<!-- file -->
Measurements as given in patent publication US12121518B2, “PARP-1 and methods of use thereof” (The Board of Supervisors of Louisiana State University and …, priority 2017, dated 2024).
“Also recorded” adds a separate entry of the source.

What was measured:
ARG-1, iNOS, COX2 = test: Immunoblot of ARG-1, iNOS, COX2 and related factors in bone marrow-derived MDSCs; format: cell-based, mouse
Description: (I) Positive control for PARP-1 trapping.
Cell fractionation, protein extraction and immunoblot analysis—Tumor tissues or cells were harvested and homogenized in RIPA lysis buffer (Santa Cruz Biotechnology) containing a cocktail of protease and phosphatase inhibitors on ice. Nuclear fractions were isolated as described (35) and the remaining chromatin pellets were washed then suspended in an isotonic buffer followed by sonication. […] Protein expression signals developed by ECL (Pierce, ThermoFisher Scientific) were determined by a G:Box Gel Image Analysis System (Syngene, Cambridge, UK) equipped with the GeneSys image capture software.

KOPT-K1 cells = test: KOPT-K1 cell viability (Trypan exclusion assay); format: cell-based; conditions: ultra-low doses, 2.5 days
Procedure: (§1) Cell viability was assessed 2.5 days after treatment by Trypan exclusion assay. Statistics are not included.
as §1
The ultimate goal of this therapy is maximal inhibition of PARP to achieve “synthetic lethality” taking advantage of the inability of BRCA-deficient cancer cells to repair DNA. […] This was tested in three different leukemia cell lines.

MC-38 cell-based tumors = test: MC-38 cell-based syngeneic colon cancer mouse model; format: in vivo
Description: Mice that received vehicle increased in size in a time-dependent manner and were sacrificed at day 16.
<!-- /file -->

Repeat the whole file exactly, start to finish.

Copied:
Measurements as given in patent publication US12121518B2, “PARP-1 and methods of use thereof” (The Board of Supervisors of Louisiana State University and …, priority 2017, dated 2024).
“Also recorded” adds a separate entry of the source.

What was measured:
ARG-1, iNOS, COX2 = test: Immunoblot of ARG-1, iNOS, COX2 and related factors in bone marrow-derived MDSCs; format: cell-based, mouse
Description: (I) Positive control for PARP-1 trapping.
Cell fractionation, protein extraction and immunoblot analysis—Tumor tissues or cells were harvested and homogenized in RIPA lysis buffer (Santa Cruz Biotechnology) containing a cocktail of protease and phosphatase inhibitors on ice. Nuclear fractions were isolated as described (35) and the remaining chromatin pellets were washed then suspended in an isotonic buffer followed by sonication. […] Protein expression signals developed by ECL (Pierce, ThermoFisher Scientific) were determined by a G:Box Gel Image Analysis System (Syngene, Cambridge, UK) equipped with the GeneSys image capture software.

KOPT-K1 cells = test: KOPT-K1 cell viability (Trypan exclusion assay); format: cell-based; conditions: ultra-low doses, 2.5 days
Procedure: (§1) Cell viability was assessed 2.5 days after treatment by Trypan exclusion assay. Statistics are not included.
as §1
The ultimate goal of this therapy is maximal inhibition of PARP to achieve “synthetic lethality” taking advantage of the inability of BRCA-deficient cancer cells to repair DNA. […] This was tested in three different leukemia cell lines.

MC-38 cell-based tumors = test: MC-38 cell-based syngeneic colon cancer mouse model; format: in vivo
Description: Mice that received vehicle increased in size in a time-dependent manner and were sacrificed at day 16.